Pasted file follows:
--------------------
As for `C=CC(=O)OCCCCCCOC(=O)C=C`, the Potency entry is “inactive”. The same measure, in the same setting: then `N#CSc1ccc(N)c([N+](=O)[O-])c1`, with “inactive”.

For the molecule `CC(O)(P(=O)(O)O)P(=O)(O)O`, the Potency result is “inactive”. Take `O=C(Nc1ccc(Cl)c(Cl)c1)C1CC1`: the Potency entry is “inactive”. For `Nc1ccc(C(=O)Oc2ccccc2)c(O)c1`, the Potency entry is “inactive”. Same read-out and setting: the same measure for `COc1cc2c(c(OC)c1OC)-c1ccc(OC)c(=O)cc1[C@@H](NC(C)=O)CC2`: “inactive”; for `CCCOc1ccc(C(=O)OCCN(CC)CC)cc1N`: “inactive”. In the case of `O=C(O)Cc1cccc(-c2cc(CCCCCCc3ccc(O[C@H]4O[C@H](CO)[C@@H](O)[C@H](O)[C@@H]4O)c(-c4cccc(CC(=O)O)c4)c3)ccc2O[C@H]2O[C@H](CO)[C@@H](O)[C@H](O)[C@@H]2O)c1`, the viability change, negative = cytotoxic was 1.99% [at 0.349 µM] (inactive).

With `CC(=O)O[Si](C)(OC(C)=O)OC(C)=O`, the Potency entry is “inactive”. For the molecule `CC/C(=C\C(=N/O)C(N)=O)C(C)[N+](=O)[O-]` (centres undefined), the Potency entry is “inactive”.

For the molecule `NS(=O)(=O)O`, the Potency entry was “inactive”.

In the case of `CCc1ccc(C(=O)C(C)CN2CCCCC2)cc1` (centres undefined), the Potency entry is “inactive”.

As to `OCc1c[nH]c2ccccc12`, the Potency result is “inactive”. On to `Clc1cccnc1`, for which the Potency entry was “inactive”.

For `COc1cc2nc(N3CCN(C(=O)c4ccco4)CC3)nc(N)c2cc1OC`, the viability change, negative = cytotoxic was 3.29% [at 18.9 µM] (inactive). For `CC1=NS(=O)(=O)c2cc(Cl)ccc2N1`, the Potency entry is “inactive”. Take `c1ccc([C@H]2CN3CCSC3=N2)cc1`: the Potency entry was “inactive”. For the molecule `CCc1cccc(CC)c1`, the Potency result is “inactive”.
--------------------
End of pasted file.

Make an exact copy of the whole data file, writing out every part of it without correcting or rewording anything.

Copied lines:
As for `C=CC(=O)OCCCCCCOC(=O)C=C`, the Potency entry is “inactive”. The same measure, in the same setting: then `N#CSc1ccc(N)c([N+](=O)[O-])c1`, with “inactive”.

For the molecule `CC(O)(P(=O)(O)O)P(=O)(O)O`, the Potency result is “inactive”. Take `O=C(Nc1ccc(Cl)c(Cl)c1)C1CC1`: the Potency entry is “inactive”. For `Nc1ccc(C(=O)Oc2ccccc2)c(O)c1`, the Potency entry is “inactive”. Same read-out and setting: the same measure for `COc1cc2c(c(OC)c1OC)-c1ccc(OC)c(=O)cc1[C@@H](NC(C)=O)CC2`: “inactive”; for `CCCOc1ccc(C(=O)OCCN(CC)CC)cc1N`: “inactive”. In the case of `O=C(O)Cc1cccc(-c2cc(CCCCCCc3ccc(O[C@H]4O[C@H](CO)[C@@H](O)[C@H](O)[C@@H]4O)c(-c4cccc(CC(=O)O)c4)c3)ccc2O[C@H]2O[C@H](CO)[C@@H](O)[C@H](O)[C@@H]2O)c1`, the viability change, negative = cytotoxic was 1.99% [at 0.349 µM] (inactive).

With `CC(=O)O[Si](C)(OC(C)=O)OC(C)=O`, the Potency entry is “inactive”. For the molecule `CC/C(=C\C(=N/O)C(N)=O)C(C)[N+](=O)[O-]` (centres undefined), the Potency entry is “inactive”.

For the molecule `NS(=O)(=O)O`, the Potency entry was “inactive”.

In the case of `CCc1ccc(C(=O)C(C)CN2CCCCC2)cc1` (centres undefined), the Potency entry is “inactive”.

As to `OCc1c[nH]c2ccccc12`, the Potency result is “inactive”. On to `Clc1cccnc1`, for which the Potency entry was “inactive”.

For `COc1cc2nc(N3CCN(C(=O)c4ccco4)CC3)nc(N)c2cc1OC`, the viability change, negative = cytotoxic was 3.29% [at 18.9 µM] (inactive). For `CC1=NS(=O)(=O)c2cc(Cl)ccc2N1`, the Potency entry is “inactive”. Take `c1ccc([C@H]2CN3CCSC3=N2)cc1`: the Potency entry was “inactive”. For the molecule `CCc1cccc(CC)c1`, the Potency result is “inactive”.